I drove to Oxnard July 16 (Carmageddon weekend) with absolutely no traffic. This was amazing considering all the traffic warnings and delay notices. I arrived at Strawberry Fields Triathlon’s expo area before noon and spent the afternoon after grabbing my registration packet hanging out in my tri group’s booth and walking around the expo.
The booths are visible in the distant background of the photo above.
The expo had everything that I’d bought over the course of my last few triathlons and more. It’s good to know that the racing world will never lack a supply of racing belts — that elastic belt you attach your bib number to — or packets of sweet-tasting energy gels. I made sure to visit the sand and watch the waves and walk around the transition area before I went to my hotel.
Below is a view of the bike out area. It was a pretty long stretch of grass that we were expected to roll our bikes along to the street and not ride them. Probably for the best. I wouldn’t want to try to clip in to my pedals on grass in a race. More photos are on my Flickr account if you click through on right side of the blog (Flickr Photos).
Heading back to my room, I did the usual Italian food carbo load– but it was a comfort food meal for me more than anything. Next I stayed up way too late and at some point I knew I had to shut my eyes and sleep so I did. I got up a few hours later and checked out of my hotel at 4:45 AM and drove to the triathlon area, arriving early enough to snag covered parking at the nearby Embassy Suites Resort.
I’d done this race before so I was fairly confident that I’d be able to beat my previous time. The weather and water conditions were touted as perfect. The plan was to beat my swim time and the other legs of the race by about 3:20 each. My execution of said plan was sub par. I was on the sand, ready to go with my start wave and when the megaphone beep sounded, off I went toward the Pacific. Getting past the wave break was fine, but as soon as I started really swimming toward the first buoy I looked straight ahead to sight where it was, turning my head into an oncoming swell and… inhaled. EPIC FAIL.
For the rest of the swim I couldn’t recover well enough to get a full breath of air into my lungs. I was wheezy and ended up resting twice for a few minutes trying to cough out the water on two different lifeguard surfboards before deciding I had been in the water long enough and made myself power swim freestyle into shore with what little lung capacity I had left. I wasn’t the very last one in the ocean, but I knew I was well behind my start wave by that point.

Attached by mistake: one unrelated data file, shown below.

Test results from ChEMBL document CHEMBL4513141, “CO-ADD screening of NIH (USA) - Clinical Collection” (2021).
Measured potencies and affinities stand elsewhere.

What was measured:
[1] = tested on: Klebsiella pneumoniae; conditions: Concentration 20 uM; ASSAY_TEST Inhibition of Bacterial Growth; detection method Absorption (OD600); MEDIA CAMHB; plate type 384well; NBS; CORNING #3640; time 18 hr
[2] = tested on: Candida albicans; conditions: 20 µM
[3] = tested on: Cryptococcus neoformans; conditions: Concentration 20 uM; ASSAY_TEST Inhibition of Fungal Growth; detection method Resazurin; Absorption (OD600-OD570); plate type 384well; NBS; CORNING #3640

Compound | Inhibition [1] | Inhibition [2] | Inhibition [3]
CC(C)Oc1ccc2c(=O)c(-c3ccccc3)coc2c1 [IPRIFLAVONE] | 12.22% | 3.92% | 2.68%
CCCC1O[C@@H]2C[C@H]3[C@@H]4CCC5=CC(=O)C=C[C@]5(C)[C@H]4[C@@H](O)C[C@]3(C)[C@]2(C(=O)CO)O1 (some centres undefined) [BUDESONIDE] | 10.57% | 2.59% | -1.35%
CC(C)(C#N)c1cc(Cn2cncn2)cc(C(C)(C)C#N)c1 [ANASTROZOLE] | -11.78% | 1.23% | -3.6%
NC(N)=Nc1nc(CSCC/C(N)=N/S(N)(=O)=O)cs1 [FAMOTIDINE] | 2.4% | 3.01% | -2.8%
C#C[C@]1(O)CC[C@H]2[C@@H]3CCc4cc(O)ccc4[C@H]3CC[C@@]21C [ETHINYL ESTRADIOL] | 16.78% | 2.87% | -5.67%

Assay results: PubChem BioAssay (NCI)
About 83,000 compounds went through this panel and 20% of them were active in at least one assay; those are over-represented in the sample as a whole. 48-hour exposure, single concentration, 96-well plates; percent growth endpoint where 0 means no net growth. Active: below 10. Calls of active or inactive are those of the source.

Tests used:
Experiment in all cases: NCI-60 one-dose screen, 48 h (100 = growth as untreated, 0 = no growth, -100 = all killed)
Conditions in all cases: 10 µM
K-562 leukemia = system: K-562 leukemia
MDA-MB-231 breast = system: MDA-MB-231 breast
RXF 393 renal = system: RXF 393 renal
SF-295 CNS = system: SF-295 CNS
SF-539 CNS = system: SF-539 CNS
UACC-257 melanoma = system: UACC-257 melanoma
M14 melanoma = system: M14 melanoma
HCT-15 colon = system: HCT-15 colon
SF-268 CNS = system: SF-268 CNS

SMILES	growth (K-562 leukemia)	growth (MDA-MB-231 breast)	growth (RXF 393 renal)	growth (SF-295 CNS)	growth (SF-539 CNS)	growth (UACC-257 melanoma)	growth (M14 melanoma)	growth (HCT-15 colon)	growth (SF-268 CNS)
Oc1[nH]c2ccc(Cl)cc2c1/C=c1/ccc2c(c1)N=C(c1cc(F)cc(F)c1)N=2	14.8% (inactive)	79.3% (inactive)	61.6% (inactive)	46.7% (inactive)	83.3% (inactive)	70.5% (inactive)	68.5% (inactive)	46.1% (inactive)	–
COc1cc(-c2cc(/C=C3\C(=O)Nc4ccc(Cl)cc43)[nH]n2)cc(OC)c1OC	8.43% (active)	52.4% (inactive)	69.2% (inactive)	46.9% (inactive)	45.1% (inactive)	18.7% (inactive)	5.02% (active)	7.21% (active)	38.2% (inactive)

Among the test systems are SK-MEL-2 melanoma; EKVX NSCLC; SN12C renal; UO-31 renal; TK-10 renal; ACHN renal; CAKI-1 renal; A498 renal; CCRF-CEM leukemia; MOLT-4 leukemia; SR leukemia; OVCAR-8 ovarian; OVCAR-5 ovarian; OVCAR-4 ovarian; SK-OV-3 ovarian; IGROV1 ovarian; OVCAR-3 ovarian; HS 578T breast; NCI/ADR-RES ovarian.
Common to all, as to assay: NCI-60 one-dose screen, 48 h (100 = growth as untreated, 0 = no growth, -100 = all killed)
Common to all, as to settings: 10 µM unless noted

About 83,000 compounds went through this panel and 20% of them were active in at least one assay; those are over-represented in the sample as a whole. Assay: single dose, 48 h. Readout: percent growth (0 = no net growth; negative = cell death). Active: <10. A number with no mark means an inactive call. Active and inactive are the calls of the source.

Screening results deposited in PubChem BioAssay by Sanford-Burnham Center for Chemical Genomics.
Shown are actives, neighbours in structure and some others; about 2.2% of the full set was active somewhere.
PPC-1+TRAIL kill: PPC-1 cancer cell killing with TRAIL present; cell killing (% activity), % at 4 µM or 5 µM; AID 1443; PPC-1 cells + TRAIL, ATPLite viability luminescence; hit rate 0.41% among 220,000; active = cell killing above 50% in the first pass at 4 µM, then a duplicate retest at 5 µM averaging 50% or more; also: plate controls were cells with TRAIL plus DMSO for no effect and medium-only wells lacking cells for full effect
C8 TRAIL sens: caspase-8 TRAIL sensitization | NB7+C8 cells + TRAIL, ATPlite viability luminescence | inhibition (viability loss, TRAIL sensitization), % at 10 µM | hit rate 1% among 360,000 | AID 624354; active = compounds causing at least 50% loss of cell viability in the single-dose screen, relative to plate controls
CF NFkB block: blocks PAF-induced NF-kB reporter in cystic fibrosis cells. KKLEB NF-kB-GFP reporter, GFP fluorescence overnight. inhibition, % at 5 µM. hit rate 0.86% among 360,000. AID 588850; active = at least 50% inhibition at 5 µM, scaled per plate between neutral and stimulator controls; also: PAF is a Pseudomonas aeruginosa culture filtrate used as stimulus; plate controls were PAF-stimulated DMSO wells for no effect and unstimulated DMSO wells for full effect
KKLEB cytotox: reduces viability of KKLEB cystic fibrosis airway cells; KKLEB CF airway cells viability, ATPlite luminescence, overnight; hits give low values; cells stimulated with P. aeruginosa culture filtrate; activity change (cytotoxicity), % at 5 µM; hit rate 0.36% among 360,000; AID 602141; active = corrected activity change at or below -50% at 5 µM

When I reached the transition area about 1/4 mile away from the water I was pretty ready to vomit. I pulled off my wetsuit and sat down until the nausea passed and changed into my bike gear. Fortunately that leg went much more smoothly and I recovered enough to beat my bike time from last year by 1 minute 18 seconds. For the run, I was a little out of it and ran the slowest I’ve ever run in an official race. Oddly enough today I ran 4 miles, walking a little to cross a small stream both there and back, and finished within a minute of the time it took me to run 3.1 miles on that race day.
I finished the triathlon. That’s what was most important. I was exhausted afterward and bummed that not only did I not beat my time by 10 minutes, I came in about 20 minutes slower. I still enjoyed my weekend there and cheered on my teammates who came across the finish line getting top places in their entry categories. I have to do this race again next year to prove that this year’s results really were a “fluke” even though my downfall was likely due to not setting foot in the ocean in about 8 months before race day. Lesson learned!
Post Race Plans
Since then I’ve been at the beach to do an ocean swim an average of once a week. Last week I had a much better swim but the water was freezing. Today it was warmer, but choppy with significant swells. I swam in to shore before I reached the 2nd buoy, upon the lifeguard’s rec, where I promptly got the front-load washing machine treatment with one wave that I saw coming as I exited. I had new goggles and was curious to see where I’d end up after the wave passed. I remained calm through the tumble until my head popped up through the surface and I saw the remnants of the wave’s white fizz dissipate before my confused eyes. I was still facing the shore, but my net distance gain toward shore was zero. I paddled some more until I stood waist high and trudged in. At long last another ocean swim was completed.
There are only 6 weeks until Nautica Malibu, and I’m running my very first half-marathon in just over 4 weeks. I’ll likely run a few 10k distances and a 10 miler at some point before then. Maybe it’s just me but even 10 miles seems like a long run, let alone 13.1 miles. I know lots of people who have done the Disneyland Half and enjoyed the race so here’s to me trying something (else) new, hopefully with no Charley Horse(s) dragging me sharply awake and in pain the next day. If you have any half-marathon training tips, please leave in a comment.